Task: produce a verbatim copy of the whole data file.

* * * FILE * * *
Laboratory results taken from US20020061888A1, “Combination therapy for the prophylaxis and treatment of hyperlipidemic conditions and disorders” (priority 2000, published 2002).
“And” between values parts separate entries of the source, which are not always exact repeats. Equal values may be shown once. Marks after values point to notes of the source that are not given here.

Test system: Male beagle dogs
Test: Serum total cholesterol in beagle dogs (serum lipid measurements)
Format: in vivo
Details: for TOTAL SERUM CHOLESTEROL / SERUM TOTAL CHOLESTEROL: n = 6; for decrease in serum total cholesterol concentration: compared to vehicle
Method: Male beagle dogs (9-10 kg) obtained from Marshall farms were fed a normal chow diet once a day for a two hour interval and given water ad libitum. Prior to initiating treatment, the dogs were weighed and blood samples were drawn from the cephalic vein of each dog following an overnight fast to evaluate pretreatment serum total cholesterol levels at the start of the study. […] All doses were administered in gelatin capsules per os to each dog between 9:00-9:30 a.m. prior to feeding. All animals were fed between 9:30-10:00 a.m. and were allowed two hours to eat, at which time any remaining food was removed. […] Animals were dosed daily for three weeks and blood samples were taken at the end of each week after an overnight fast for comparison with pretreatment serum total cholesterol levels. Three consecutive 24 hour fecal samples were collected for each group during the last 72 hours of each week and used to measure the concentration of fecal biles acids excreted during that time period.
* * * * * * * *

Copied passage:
Laboratory results taken from US20020061888A1, “Combination therapy for the prophylaxis and treatment of hyperlipidemic conditions and disorders” (priority 2000, published 2002).
“And” between values parts separate entries of the source, which are not always exact repeats. Equal values may be shown once. Marks after values point to notes of the source that are not given here.

Test system: Male beagle dogs
Test: Serum total cholesterol in beagle dogs (serum lipid measurements)
Format: in vivo
Details: for TOTAL SERUM CHOLESTEROL / SERUM TOTAL CHOLESTEROL: n = 6; for decrease in serum total cholesterol concentration: compared to vehicle
Method: Male beagle dogs (9-10 kg) obtained from Marshall farms were fed a normal chow diet once a day for a two hour interval and given water ad libitum. Prior to initiating treatment, the dogs were weighed and blood samples were drawn from the cephalic vein of each dog following an overnight fast to evaluate pretreatment serum total cholesterol levels at the start of the study. […] All doses were administered in gelatin capsules per os to each dog between 9:00-9:30 a.m. prior to feeding. All animals were fed between 9:30-10:00 a.m. and were allowed two hours to eat, at which time any remaining food was removed. […] Animals were dosed daily for three weeks and blood samples were taken at the end of each week after an overnight fast for comparison with pretreatment serum total cholesterol levels. Three consecutive 24 hour fecal samples were collected for each group during the last 72 hours of each week and used to measure the concentration of fecal biles acids excreted during that time period.